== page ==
70. 70.

    Ibid.

  71. 71.

    Patrick Boumard, Georges Lapassade, and Michel Lobrot, Le Mythe De L’identité. Apologie De La Dissociation (Paris: Economica-Anthropos, 2006)., cited in P. De Hert, “A Right to Identity to Face the Internet of Things,” (at portal.unesco.org/ci/fr/files/25857/12021328273de_Hert-Paul.pdf/de%2BHert-Paul.pdf. Also on the CD of Commission Nationale française pour l’Unesco, Ethique et droits de l’homme dans la societé d’information. Actes, synthèse et recommandations, 13–14 septembre 2007, Strasbourg., 2008), 14.

  72. 72.

    Pino, “The Right to Personal Identity in Italian Private Law: Constitutional Interpretation and Judge-Made Rights,” 226.

  73. 73.

    Hildebrandt and Gutwirth, Profiling the European Citizen : Cross-Disciplinary Perspectives.

  74. 74.

    Pino, “The Right to Personal Identity in Italian Private Law: Constitutional Interpretation and Judge-Made Rights,” 234–235.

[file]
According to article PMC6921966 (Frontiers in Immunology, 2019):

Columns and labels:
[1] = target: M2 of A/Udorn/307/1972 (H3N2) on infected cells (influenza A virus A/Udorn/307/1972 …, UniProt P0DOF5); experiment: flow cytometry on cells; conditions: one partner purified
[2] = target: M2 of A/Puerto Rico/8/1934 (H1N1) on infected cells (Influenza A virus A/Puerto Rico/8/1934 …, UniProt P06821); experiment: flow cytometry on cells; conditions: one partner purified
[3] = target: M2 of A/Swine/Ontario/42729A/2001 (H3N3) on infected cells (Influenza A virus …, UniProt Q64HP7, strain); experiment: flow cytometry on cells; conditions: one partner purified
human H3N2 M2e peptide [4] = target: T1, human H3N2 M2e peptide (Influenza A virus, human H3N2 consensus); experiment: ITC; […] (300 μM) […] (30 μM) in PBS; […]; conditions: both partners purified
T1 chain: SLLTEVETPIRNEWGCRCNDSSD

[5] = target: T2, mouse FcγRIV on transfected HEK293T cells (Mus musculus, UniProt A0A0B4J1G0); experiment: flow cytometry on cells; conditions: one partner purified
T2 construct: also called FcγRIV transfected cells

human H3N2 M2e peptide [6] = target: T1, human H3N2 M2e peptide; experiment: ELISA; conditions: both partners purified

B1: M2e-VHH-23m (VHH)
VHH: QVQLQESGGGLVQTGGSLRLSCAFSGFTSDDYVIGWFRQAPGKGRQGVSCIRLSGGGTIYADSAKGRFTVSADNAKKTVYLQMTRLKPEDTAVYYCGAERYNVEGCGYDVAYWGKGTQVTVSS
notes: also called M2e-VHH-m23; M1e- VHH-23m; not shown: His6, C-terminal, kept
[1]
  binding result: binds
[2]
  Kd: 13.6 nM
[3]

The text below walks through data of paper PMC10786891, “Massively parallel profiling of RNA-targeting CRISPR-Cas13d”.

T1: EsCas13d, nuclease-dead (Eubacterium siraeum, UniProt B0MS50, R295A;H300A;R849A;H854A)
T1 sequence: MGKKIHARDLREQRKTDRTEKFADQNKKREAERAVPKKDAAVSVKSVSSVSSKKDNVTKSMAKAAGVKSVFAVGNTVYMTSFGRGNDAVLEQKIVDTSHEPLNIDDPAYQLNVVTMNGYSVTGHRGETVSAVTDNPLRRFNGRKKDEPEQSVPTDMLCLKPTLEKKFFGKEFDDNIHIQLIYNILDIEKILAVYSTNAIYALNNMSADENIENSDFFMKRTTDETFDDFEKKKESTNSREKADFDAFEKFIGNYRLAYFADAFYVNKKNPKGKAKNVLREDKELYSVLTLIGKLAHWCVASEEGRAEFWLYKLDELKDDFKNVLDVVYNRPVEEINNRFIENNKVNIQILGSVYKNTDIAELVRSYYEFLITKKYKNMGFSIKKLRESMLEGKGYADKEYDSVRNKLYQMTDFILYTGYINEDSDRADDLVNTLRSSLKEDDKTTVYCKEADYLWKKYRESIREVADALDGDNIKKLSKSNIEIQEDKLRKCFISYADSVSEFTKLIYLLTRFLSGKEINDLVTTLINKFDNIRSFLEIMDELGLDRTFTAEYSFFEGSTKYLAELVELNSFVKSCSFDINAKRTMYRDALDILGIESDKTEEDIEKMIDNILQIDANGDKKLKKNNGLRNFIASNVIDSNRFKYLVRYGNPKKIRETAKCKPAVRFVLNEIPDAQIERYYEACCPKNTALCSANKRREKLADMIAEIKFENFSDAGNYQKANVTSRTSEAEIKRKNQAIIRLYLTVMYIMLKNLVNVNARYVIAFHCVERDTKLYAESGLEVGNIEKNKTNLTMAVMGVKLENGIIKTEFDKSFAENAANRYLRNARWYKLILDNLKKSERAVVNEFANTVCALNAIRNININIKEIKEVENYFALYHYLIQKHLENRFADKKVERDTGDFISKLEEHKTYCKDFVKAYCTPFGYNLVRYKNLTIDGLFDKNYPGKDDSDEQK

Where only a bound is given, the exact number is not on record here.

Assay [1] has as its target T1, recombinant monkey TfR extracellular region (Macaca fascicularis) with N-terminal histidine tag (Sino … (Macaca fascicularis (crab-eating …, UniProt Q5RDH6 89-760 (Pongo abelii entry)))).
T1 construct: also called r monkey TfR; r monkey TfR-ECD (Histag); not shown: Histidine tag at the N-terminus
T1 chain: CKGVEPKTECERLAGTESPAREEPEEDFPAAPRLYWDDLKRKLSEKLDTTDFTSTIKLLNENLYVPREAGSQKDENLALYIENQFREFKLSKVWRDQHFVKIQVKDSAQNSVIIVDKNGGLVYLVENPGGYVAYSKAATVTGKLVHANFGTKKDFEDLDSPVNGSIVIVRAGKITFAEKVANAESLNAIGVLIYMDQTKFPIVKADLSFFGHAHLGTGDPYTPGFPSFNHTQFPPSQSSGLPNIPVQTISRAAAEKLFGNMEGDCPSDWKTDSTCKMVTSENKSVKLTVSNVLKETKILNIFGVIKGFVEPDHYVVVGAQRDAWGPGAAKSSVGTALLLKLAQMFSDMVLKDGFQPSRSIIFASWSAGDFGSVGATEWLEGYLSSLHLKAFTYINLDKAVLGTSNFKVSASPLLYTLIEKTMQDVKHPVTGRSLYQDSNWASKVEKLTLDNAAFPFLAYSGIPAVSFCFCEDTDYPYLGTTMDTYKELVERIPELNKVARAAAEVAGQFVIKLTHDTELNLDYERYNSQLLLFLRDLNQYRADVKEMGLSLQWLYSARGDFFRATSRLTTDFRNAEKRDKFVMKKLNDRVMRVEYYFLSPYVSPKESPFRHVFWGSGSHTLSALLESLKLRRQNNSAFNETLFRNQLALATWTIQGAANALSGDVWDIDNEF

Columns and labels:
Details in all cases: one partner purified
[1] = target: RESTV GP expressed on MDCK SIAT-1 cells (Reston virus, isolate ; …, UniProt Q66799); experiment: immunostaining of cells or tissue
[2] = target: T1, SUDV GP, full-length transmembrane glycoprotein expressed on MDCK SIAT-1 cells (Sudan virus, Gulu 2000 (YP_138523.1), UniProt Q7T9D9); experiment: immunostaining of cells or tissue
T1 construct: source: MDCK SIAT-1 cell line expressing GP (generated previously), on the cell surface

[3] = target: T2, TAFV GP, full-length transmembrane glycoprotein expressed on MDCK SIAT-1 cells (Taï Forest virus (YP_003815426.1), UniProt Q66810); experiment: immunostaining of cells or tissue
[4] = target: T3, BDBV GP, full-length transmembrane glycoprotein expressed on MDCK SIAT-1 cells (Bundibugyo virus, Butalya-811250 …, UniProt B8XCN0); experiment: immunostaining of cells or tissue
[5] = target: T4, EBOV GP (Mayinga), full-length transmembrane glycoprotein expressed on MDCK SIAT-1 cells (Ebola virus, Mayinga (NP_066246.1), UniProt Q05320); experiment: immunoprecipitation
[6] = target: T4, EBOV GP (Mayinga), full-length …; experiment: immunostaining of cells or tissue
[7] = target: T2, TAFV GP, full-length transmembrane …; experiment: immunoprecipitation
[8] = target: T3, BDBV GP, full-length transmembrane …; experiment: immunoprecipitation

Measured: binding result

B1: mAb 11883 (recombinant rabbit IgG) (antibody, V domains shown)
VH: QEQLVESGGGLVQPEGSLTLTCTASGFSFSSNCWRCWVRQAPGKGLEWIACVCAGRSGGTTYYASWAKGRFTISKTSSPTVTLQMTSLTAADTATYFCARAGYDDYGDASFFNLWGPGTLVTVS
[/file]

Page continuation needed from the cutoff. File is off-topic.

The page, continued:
75. 75.

    Ibid., 235.

  76. 76.

    Jon Elster, The Multiple Self, Studies in Rationality and Social Change. (Cambridge [Cambridgeshire] ; New York, NY: Cambridge University Press, 1986).

  77. 77.

    Vlatko Vedral, Decoding Reality : The Universe as Quantum Information (Oxford ; New York, NY: Oxford University Press, 2010), 92–93.

  78. 78.

    Thomas C. Schelling, “Ethics, Law, and the Exercise of Self-Command,” In The Tanner Lectures on Human Values Iv, edited by M. Sterling McMurrin (Salt Lake City: University of Utah Press, 1983), cited in Elster, The Multiple Self.

  79. 79.

    Jaquet-Chiffelle et al., “Virtual Persons and Identities,” 77.

  80. 80.

    For a profound analysis of these new forms of identity, see David-Olivier Jaquet-Chiffelle, Emmanuel Benoist, Rolf Haenni, Florent Wenger, and Harald Zwingelberg “Virtual Persons and Identities” in “The Future of Identity in the Information Society”, p.75–117

  81. 81.

    Nabeth, “Identity of Identity,” 38.

  82. 82.

    Elliott, Concepts of the Self, 8.

  83. 83.